Tuesday, 24 April 2018

Oracle Linux 7 Update 5 is out: time to create a new Vagrant Base Box

It's been busy, so unfortunately it's already been almost two weeks I wrote my introductory story on Vagrant. Today I happen to have an afternoon off, and I noticed that Oracle Linux 7 Update 5 is out. I based my first boxes on 7.4, so nice moment to start with creating a new Base Box.

De essentials on creating a Vagrant base box can be read here. But I'm going to guide you trough the process step by step, so I hope you will be able to repeat this yourself, using this guide-through.

First of, Vagrant recommends Packer to automate the creation of base boxes. But I'm a bit confused, because in this guide it is apparently stated that this is deprecated by march 2018. I haven't tried Packer yet, but I feel that over the years I created a base VM only a few times. I used to create a base VM that I import/clone to create new VMs over and over again. And often, I start of with a VM that already contains a pre-installed database for instance.

Vagrant has a built in command to create a base box out of an existing VM. That is what I use.

Base box requirements

What is a Base Box actually? Well, it's in fact sort of a template that is used by Vagrant to create and configure a new VM and provision that. It should contain the following
  • An OS: I use Oracle Linux 7 Update 5 for this story. I also have a base box with Ubuntu. Ubuntu has some peculiarities I want to discuss later on in this series. For this base box I'll install a server-with-gui. But further as basic as possible.
  • A vagrant user. The vagrant user is used for provisioning the box. We'll place a public insecure key in it, that will be replaced by Vagrant at first startup. We'll add vagrant to the sudoers list, so the user can sudo without passwords.
  • A started ssh daemon:  Vagrant connects via ssh using the vagrant-user to do the provisioning.
  • A NAT (Network Address Translation) Adapter as the first one: needed to do kernel/package updates without further network configuration.
  • VirtualBox GuestAdditions installed: Vagrant makes use of shared folders to map the project folder to get to the scripts. Also it's convenient to add an extra stage folder mapping. 
  • Password of root: not a requirement, but apparently it's a bit of a standard to set the root password to vagrant as ease of sharing. But at least note down the passwords.
That's about it. Maybe I forget something, but since it's digital, I can edit it later... So let's get started.

Download  Oracle Linux

All the serious enterprise stuff of Oracle can be downloaded at edelivery. Search for Oracle Linux:
Then add the 7.5 version to the Cart by clicking it:

Follow the wizard instructions and you'll get to:
I downloaded V975367-01.iso        Oracle Linux Release 7 Update 5 for x86 (64 bit), 4.1 GB.

Create the VM

The ISO is downloading, so let's create a VM in VirtualBox. I assume VirtualBox with VirtualBox Extension Pack is installed. And for later on Vagrant of course.

From the Oracle VM VirtualBox Manager, create a new VM, I called it OL75, for Oracle Linux 64 bit:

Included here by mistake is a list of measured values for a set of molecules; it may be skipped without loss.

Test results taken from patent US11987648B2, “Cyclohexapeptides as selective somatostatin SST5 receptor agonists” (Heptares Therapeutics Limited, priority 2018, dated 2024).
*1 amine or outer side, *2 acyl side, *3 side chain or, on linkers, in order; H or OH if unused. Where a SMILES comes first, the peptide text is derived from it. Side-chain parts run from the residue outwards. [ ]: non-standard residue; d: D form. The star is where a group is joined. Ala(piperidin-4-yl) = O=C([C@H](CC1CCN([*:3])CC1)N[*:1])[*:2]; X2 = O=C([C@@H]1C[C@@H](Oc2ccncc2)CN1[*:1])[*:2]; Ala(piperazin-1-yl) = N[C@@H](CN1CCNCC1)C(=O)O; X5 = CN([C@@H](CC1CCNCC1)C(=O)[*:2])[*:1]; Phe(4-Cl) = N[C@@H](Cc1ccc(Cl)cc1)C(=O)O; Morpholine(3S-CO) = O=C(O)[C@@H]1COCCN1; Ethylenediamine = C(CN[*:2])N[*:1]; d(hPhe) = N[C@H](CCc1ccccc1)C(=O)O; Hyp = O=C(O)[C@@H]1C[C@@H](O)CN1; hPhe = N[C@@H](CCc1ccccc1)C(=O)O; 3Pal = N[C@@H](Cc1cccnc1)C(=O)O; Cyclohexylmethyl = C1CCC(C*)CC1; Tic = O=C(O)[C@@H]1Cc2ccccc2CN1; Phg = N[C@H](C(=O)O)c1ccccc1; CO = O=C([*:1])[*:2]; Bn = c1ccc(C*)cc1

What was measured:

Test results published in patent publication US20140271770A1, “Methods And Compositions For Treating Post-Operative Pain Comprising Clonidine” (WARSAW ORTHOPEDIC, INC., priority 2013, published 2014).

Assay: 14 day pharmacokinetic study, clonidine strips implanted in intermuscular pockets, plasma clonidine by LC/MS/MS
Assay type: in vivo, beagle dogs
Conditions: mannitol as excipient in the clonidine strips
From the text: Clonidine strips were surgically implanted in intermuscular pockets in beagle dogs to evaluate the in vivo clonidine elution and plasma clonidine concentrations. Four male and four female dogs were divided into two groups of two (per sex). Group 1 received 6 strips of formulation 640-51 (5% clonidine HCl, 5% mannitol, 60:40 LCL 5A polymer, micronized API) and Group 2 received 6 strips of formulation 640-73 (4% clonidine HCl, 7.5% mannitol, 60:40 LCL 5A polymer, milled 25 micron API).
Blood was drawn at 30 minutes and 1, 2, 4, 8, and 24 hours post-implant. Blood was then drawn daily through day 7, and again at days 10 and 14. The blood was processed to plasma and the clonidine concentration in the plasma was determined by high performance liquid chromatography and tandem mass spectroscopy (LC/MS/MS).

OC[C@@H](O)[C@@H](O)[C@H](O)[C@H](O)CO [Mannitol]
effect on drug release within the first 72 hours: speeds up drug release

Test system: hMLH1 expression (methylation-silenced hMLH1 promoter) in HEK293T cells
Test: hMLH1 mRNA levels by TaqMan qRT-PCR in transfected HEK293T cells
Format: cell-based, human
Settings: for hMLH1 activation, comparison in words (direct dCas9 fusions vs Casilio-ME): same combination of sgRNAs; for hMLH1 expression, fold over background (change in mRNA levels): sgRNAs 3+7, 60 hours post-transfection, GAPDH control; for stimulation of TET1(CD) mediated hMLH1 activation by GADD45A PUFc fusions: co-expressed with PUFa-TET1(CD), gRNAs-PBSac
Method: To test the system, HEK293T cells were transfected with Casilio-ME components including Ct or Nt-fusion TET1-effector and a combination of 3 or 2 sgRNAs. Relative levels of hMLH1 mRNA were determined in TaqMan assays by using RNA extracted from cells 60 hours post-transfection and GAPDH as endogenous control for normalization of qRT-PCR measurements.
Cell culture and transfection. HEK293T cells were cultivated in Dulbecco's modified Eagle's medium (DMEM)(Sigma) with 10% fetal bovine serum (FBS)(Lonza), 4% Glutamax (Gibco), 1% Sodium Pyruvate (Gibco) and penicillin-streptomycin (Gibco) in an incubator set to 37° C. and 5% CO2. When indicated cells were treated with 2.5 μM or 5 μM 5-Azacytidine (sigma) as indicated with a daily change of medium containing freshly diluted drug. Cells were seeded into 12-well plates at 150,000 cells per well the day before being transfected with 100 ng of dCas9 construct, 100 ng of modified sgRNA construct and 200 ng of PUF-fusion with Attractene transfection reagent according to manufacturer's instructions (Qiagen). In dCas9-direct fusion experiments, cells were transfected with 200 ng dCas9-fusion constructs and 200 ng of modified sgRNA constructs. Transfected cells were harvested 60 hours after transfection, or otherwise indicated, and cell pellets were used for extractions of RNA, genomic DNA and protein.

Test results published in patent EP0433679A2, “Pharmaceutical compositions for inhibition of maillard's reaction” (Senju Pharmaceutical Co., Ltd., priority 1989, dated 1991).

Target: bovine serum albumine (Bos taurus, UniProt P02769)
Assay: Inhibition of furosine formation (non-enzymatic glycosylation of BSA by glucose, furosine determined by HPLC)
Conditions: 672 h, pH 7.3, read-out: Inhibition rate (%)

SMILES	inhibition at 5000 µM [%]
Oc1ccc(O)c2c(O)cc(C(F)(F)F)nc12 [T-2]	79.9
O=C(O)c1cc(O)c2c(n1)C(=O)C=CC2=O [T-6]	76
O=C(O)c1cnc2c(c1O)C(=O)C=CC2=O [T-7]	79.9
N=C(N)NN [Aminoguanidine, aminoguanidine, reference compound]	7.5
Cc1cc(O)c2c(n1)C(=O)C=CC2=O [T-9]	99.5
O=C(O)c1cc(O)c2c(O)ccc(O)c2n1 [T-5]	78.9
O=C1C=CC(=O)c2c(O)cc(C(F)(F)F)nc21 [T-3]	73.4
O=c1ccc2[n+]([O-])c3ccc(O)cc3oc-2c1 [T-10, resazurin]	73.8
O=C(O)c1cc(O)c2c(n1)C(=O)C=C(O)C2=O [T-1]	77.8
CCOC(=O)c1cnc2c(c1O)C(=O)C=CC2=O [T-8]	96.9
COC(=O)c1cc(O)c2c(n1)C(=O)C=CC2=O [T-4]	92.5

I followed the wizard and gave it 10240 MB memory and a 128GB dynamically allocated virtual disk:

In the VM Settings, I set the number of processors to 4 and for now I kept everything to the default.

In the meantime my download is ready, so in the VM Settings, under Storage I added the disk by clicking the disk icon next to the IDE controller:

Then navigate to your downloaded iso:
and select it. Now the VM is ready to kick-off:

It will startup automatically after a minute, but let's not wait that long.

I don't need much, but in the Sofware Selection I do want Server with GUI:
But with out selecting other packages. What I might need later on, I'll install at provisioning.

I do not like default local domain networknames. So I changed the network hostname to darlin-vce.darwin-it.local:
Hostname darlin stands for Darwin Linux and vce for Virtual Course Environment.

Then hit Begin Installation:

Soon in the installation the installer asks for the Root password:
And the password is as said: vagrant.
Then I add also a vagrant with the same password:
Having done that, we need to wait for the installer to finish. At the end of the Install, do a reboot:

This leads to 2 questions to be answered. One is about accepting the licensing. I assume that can be answered without guidance. The other is about connecting the network.

You need to switch on the network adapter, but to have it done automatically you need to configure it and check the box Automatically connect to this network when it is available on the General tab. You'll need to have this done, otherwise Vagrant will have difficulties in connecting to the box.
Then finish the configuration:

Install guest additions

To be able to install the guest additions, we need to add some kernel packages. We could have done that by installing additional kernel packages. But I wanted to have a as basic as possible installation. And the following is more fun...

So open a terminal and switch to the super user:

[vagrant@darlin-vce ~]$ su -
Last login: Tue Apr 24 09:41:21 EDT 2018 on pts/0

Then stop package kit, because it will probably hold a lock pausing yum: